Kettwig: Old Town
Think half-timbered houses with slate roofs, cobblestone alleys, a small town on a hillside crowned by an old church, overlooking a lake, pubs and cafes in old houses... The whole "fairytale picture" of old Germany. Would you expect THAT in the middle of the Ruhr district?
Well, it does exist. In this industrial zone, primary target to World War II bombs, a few old town centres have survived. One of them is Kettwig, now a suburb in the south of Essen.
Take your camera and stroll through the old town. Explore the side alleys at the bottom of the hill, too. The most spectacular part is Kirchtreppe, the stairway up to the protestant church, which deserves a tip of its own.
Travelogue page with more photos of old Kettwig
If you read German, you will find detailed infromation about streets and buildings on the numerous boards in the streets theat describe the history and architecture and how this very place looked in former times. A goldmine of information.
In this area you can find the old houses, that Krupp, Essen´s industrial master, once build for his workers and for the retired of his company. In fact it has been Margarethe Krupp. It has been one of the first social plans in industrial work they say.....
Nowadays I think it´s one of the most popular places to live in Essen, beside the area near the Baldeney Lake ok.... I really like the little houses here. Most of them are overgrown with ivy...it looks lovely I think....
Have a look at the travelogue for more pics!
Every winter (from November - January) Essen hosts its festival of lights "Essener Lichtwochen". Then you will find light installations all over the city centre.
I was there in winter 2003/2004 when the partner country for this even was Finland. Which basically means that there were pictures about each and every stereotype of Finland .... motorsport, sauna, skijumping, lakes etc etc. Oh wait, no! There was no mosquito light there I guess ;)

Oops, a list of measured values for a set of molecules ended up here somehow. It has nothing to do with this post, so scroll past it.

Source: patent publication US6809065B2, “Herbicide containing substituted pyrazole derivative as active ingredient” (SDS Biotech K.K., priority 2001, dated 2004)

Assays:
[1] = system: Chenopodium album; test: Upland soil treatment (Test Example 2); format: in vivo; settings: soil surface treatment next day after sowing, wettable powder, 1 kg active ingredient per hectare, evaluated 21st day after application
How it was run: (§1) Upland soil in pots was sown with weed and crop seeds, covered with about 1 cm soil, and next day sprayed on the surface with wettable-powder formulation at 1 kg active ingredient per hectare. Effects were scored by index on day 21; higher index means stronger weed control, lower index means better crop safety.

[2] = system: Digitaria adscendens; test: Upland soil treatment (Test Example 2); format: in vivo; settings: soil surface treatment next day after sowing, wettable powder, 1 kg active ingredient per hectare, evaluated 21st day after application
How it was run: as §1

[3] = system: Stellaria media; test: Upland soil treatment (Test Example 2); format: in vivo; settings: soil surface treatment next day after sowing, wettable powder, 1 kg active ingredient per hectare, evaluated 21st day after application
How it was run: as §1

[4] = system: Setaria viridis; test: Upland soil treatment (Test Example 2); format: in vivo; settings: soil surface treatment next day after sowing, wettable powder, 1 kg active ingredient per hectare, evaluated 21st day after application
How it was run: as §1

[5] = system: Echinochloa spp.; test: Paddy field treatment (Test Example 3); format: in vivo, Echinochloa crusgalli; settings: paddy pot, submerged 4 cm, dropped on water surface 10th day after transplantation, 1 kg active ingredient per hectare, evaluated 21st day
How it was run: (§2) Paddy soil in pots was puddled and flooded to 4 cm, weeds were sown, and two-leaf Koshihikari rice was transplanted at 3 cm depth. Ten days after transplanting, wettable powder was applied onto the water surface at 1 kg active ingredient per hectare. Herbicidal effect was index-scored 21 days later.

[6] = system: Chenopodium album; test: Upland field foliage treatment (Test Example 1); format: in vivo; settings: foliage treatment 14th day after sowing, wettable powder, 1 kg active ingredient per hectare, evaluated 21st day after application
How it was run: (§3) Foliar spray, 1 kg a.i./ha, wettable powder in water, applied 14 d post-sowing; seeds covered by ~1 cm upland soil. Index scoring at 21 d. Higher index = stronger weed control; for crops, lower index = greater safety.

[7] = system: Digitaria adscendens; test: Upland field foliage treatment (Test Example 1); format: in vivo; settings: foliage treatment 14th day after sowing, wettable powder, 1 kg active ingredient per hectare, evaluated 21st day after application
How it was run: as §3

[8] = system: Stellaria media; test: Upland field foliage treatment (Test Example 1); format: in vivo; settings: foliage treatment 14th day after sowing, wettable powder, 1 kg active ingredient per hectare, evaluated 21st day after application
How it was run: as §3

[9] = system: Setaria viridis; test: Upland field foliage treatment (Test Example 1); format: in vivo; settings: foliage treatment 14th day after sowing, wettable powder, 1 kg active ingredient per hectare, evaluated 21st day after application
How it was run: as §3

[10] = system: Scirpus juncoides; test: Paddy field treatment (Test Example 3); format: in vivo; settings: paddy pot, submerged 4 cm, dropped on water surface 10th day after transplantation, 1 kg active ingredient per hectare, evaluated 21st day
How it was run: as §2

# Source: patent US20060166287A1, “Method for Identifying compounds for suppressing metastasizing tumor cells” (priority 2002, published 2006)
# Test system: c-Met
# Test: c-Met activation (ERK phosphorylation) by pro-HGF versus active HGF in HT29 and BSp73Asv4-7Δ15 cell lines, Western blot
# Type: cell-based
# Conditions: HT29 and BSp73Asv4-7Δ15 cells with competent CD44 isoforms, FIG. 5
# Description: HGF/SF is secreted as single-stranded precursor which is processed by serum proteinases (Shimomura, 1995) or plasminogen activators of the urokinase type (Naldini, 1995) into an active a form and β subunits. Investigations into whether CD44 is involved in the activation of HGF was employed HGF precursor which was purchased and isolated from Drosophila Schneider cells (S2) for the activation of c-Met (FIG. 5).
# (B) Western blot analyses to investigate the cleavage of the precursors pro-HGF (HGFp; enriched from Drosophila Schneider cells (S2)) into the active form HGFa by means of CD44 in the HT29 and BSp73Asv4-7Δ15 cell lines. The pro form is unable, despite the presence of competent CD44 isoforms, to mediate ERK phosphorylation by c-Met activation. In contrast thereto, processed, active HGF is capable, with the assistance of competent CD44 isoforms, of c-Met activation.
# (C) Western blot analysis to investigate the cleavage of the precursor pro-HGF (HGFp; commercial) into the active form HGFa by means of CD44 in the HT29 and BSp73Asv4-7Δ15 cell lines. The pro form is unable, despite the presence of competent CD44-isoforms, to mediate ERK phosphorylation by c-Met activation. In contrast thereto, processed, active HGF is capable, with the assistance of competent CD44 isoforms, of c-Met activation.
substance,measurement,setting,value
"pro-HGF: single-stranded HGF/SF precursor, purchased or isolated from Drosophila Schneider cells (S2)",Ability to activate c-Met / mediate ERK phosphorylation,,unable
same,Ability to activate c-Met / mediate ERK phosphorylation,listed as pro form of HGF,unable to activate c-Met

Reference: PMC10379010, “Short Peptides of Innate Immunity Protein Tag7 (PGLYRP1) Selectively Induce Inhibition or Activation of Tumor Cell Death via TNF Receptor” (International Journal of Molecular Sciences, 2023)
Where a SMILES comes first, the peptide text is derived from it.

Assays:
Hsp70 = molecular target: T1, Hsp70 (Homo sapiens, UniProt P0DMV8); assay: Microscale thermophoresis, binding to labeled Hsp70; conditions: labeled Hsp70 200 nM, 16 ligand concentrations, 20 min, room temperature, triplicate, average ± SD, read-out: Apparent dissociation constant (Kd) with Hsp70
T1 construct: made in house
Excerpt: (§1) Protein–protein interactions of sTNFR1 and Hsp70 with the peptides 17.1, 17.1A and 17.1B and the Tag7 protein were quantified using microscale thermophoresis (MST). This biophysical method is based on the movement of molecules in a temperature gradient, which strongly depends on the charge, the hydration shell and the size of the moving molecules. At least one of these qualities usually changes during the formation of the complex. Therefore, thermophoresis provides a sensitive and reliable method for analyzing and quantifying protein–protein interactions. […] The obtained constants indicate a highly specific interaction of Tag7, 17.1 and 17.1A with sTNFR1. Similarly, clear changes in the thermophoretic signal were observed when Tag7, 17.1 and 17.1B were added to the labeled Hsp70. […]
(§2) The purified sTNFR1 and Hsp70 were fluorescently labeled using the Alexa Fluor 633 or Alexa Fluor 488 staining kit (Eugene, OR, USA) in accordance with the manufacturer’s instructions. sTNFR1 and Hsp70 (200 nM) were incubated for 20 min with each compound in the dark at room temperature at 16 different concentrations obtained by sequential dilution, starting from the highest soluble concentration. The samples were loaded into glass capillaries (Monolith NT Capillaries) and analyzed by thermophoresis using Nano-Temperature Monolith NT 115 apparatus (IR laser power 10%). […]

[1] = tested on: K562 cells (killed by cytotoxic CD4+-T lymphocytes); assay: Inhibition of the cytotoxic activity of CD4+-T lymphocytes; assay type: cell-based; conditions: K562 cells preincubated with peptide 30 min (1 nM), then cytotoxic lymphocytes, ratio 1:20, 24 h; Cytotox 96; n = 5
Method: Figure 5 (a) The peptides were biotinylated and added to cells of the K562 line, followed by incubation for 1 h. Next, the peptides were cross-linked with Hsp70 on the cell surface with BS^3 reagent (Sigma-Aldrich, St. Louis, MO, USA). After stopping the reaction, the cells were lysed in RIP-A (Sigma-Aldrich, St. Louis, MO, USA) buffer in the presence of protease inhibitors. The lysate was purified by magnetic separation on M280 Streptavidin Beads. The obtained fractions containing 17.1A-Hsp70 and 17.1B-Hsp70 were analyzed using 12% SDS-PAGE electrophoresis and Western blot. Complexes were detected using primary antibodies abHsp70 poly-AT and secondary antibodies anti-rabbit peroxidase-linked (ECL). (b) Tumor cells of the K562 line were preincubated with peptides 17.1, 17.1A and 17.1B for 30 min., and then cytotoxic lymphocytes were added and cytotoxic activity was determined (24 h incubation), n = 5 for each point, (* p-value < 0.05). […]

See the city district Kettwig...
See the city district Kettwig (in the South, quite a way from the city centre). It's very picturesque - at least mostly... some ugly spots still need to be jazzed up, but the rest is definitely worth a look. Kettwig lies around the banks of the river Ruhr, it makes a very nice bike tour if you start at the Baldeney lake in Kupferdreh (or even a bit further up the river in Steele) and then go on to Kettwig.
Loads of Fachwerkhäuser, narrow lanes, lovely Biergärten... a little outside the town lies Schloss Hugenpoet, a top class hotel and pretty castle. See a mass of pictures in my Kettwig-travelogue.
Margarethenhöhe is a social housing project of the early 20th century, influenced by the garden city movement. The idea was providing healthy housing with fresh air and light and a patch of garden.
Margarethe Krupp, the widow of Friedrich Alfred Krupp, started this housing foundation for poor families in 1906. Construction works began in 1909. The last houses were only finished in 1938. Unlike other Krupp settlements (Altenhof, Brandenbusch) the Margarethenhöhe, named after the founder, was not meant for Krupp workers only but open to all poor citizens of Essen.
Margarethenhöhe is a green settlement. The streets are lined with trees adn gardens. Each street looks different.
The arch leads to a square in Bauhaus style.
A villa in the oldest part near the market square.
Street view from the gatehouse in the oldest part of the settlement.